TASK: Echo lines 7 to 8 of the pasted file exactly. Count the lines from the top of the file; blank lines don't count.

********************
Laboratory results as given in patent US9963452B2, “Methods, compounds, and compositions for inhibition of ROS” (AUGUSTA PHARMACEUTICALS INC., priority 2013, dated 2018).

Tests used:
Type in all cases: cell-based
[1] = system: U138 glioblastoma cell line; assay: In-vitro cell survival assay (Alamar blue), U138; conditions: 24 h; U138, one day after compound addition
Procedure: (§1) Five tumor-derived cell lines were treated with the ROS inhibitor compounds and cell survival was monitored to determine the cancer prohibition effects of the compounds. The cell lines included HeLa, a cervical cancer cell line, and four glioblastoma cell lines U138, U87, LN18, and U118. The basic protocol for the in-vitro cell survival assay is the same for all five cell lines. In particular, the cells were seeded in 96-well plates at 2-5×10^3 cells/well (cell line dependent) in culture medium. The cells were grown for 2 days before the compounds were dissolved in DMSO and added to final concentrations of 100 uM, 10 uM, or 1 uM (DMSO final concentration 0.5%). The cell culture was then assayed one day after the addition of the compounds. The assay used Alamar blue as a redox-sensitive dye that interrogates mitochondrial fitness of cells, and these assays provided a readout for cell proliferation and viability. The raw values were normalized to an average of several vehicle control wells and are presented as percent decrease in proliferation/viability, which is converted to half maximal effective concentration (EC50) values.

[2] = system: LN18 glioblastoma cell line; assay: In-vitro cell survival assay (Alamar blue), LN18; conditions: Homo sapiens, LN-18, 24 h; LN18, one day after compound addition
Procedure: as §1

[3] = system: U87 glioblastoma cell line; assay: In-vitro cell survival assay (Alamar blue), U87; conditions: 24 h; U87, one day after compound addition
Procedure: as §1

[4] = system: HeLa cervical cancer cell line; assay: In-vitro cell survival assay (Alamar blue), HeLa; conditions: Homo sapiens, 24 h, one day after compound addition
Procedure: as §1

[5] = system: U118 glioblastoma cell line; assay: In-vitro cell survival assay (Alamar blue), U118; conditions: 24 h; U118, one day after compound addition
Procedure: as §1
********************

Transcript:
Procedure: as §1

[3] = system: U87 glioblastoma cell line; assay: In-vitro cell survival assay (Alamar blue), U87; conditions: 24 h; U87, one day after compound addition